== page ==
Segmental heterochromia, on the other hand, is when an individual has dark and light hair alternating. It is mostly a result of anemia.

2. Poliosis

Poliosis also referred to as (Poliosis circumscripta), is when some hair parts have less melanin than the rest of the hair. It can occur in head hair, lashes, and eyebrows. The affected hair follicles appear lighter than the rest, resulting in a white or gray streak of hair.

Poliosis can be either genetic or acquired. Genetic poliosis occurs as a result of gene mutation. An acquired mutation is when underlying health issues cause poliosis.

In this scenario, it only occurs as a person grows older. Poliosis can occur in people of any age bracket, but it is not common in infants.

3. Stress

Graying hair is often associated with aging. However, some parts of your hair can grey prematurely due to stress, even at a young age.

Melanocytes, the cells responsible for producing hair color, can be affected when stressed. As a result, one develops grey hair on some of the scalp.

This can be exemplified by former presidential candidate Tulsi Gabbard, who famously developed a grey patch in her hair after serving in the Iraq war.

4. Vitiligo

Vitiligo is a condition where the color-producing pigments in your body are damaged, resulting in white pigments in the affected parts.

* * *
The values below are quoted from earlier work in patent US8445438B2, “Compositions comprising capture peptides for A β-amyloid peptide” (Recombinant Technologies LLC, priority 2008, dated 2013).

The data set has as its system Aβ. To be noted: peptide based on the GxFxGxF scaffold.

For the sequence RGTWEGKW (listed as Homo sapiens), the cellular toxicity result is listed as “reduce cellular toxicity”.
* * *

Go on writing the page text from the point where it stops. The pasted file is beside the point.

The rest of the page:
If part of your head is affected by vitiligo, then the hair on that area may be naturally white.

5. Genetics 

A baby can be born with varying hair colors if one parent or relative has two or more different hair colors. If hair heterochromia runs in your family, your kids might be born with different hair colors.

A baby can be born with varying hair colors if one parent or relative has two or more different hair colors.

Genetic mosaicism (when a person has multiple cells which are genetically different) often occurs due to a problem with mitosis. Mitosis is the cell division process that occurs in the body. Two sets of DNAS responsible for hair coloration can result in distinct hair colors in a person.